Log In


Reset Password
  • MENU
    Local News
    Friday, August 12, 2022

    Stonington lobster trap tree gains international acclaim

    Visitors view and take photos, both inside and out, with the Stonington Lobster Trap Tree Wednesday, Dec. 8, 2021, at Town Dock in Stonington Borough. The tree is the brainchild of Lisa Konicki, president of the Ocean Community Chamber of Commerce, after she saw photos and videos of a similar tree in Gloucester, Mass. The tree consists of over 378 authentic lobster traps, decorated with 360 custom-painted lobster buoys. It was erected in the days before Thanksgiving and an official lighting ceremony was held the Saturday after. The tree will remain in place into the new year. (Sean D. Elliot/The Day)

    Stonington — Day and night for the past month, even in the rain, people have lined up to see and take pictures of the 25-foot tall lobster trap tree at the Town Dock in the borough.

    Now the accolades are coming in from overseas as the British Broadcasting Corp. (BBC) has named the tree as one of the 18 amazing Christmas trees from around the world.

    The first-year tree, which was the idea of Ocean Community Chamber of Commerce President Lisa Konicki, is listed alongside iconic trees found in New York City's Rockefeller Center, London's Trafalgar Square and Bethlehem in Palestine, as well as a 130-foot-tall digital version in Seville, Spain.

    "Back to the US for one more quirky tree — made entirely of lobster pots! You can actually go inside this attraction in Stonington, Connecticut, USA. The tree is made up of nearly 350 modern lobster pots and decorated with hand painted buoys and lights," the BBC writes.

    Konicki had the idea for the tree in December 2019, when she saw ones in other commercial fishing communities such as Gloucester, Mass., being used to boost tourism. She began working on the project this past spring as she assembled and coordinated the artists, sponsors, materials and volunteers.

    The tree, which is constructed out of 378 new lobster traps, and decorated with 360 buoys painted by professional artists and students and thousands of multicolored LED lights, was unveiled on the Saturday after Thanksgiving.

    Since then, thousands or people have poured into the borough to see the tree at all hours. They line up to take photos inside, where a volunteer is stationed from 4:15 to 9:50 p.m., the time during which the tree is lit each day. During the day, the tree attracts people taking photos of the individual buoys. 

    "It's a completely different experience at night. In the daytime it's like going to an art museum," Konicki said Sunday.

    Konicki said people have told her they have driven from as far away as Pennsylvania, New Jersey and New York just to see the tree as word about it has spread through social and traditional media. There have also been three marriage proposals inside the tree as people waiting in line cheered.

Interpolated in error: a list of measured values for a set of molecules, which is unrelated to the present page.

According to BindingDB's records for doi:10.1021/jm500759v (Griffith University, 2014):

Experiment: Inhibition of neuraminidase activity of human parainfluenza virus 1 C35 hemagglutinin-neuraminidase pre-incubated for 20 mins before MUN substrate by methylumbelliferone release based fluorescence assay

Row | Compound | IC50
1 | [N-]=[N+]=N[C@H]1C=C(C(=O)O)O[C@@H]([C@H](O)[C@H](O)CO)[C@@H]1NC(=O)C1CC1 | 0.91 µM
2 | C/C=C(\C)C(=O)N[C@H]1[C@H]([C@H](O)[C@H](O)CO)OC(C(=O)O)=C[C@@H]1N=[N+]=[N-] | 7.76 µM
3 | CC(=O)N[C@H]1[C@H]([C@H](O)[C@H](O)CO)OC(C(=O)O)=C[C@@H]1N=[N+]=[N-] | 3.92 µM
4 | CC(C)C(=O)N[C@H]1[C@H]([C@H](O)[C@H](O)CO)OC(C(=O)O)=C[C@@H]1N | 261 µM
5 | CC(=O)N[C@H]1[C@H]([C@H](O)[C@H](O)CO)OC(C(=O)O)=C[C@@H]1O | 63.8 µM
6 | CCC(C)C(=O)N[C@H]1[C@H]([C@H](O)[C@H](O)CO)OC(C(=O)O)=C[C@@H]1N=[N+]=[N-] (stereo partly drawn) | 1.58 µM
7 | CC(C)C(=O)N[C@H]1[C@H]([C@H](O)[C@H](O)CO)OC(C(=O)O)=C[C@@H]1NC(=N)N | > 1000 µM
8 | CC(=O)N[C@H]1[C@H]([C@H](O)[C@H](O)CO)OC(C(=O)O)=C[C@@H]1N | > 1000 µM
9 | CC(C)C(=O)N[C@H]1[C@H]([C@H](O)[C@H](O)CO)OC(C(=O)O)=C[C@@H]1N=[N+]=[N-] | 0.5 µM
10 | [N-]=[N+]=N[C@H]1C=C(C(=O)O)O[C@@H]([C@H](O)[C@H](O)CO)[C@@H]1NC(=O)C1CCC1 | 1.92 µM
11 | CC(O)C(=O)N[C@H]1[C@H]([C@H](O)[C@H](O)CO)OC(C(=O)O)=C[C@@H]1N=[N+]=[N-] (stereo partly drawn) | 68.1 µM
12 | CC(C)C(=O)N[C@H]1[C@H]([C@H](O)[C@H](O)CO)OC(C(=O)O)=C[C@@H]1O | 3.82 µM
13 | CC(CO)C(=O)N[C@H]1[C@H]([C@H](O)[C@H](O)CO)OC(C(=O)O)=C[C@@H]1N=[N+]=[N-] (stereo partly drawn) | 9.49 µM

"It's exceeded all of our expectations. It's crazy how it has touched people," she said about the tree, which will stay up until Jan. 31. "And everyone says it's so much better in person."

    Konicki, who has been at the tree every day except one, tells the story of the tree and how it came to be as people stand in line to go inside. She said one challenge has been finding volunteers to help staff the tree. But she said borough residents and others have been stepping up to fill shifts.       

    "I'm glad people appreciate all the time that went into this. A lot of people participated in this," she said.   

    Deborah Norman, who owns Grand & Water Antiques and is on the Board of Directors of the Stonington Borough Merchants Association, said merchants and restaurants have seen more people coming into the borough this Christmas season because of the tree. The merchants have also sponsored a treasure hunt for buoys in their shops that allow people to enter a raffle to win prizes such as $700 in gift certificates to borough businesses. 

    "This has been really cool. It's better than we ever expected," she said, about the tree, adding that it's Mystic that usually garners the press attention. "Lisa had such a vision."

    Konicki, though, is not resting on her laurels as she is planning a bigger and better tree next year.

    She said the plan to is to make the tree three tiers taller, which will requires another 50 to 60 traps and buoys as well as more lights.

    While the chamber has now raised enough donations to cover the cost of the $45,000 project, Konicki said it is now raising money for next year's larger tree. People can donate using a Venmo code posted inside the tree, make a donation inside the tree or send a check to the chamber.

    Information about the tree and each buoy, how to donate and details about the Feb. 4 auction of 113 of the professionally painted buoys is available at www.lobstertraptree.com. That event at St. Mary Church hall will feature a public viewing, artists' reception and a ticketed auction. There will also be online bidding.

    j.wojtas@theday.com   

    Visitors view the interior of the Stonington Lobster Trap Tree on Wednesday, Dec. 8, 2021, at Town Dock in Stonington Borough. The tree is the brainchild of Lisa Konicki, president of the Ocean Community Chamber of Commerce, after she saw photos and videos of a similar tree in Gloucester, Mass. The tree consists of over 378 authentic lobster traps, decorated with 360 custom-painted lobster buoys. It was erected in the days before Thanksgiving and an official lighting ceremony was held the Saturday after. The tree will remain in place into the new year. (Sean D. Elliot/The Day)

    Post your comment

    We encourage respectful comments but reserve the right to delete anything that does not contribute to an engaging dialogue. Help us moderate this thread by flagging comments that violate our guidelines. Read the commenting policy.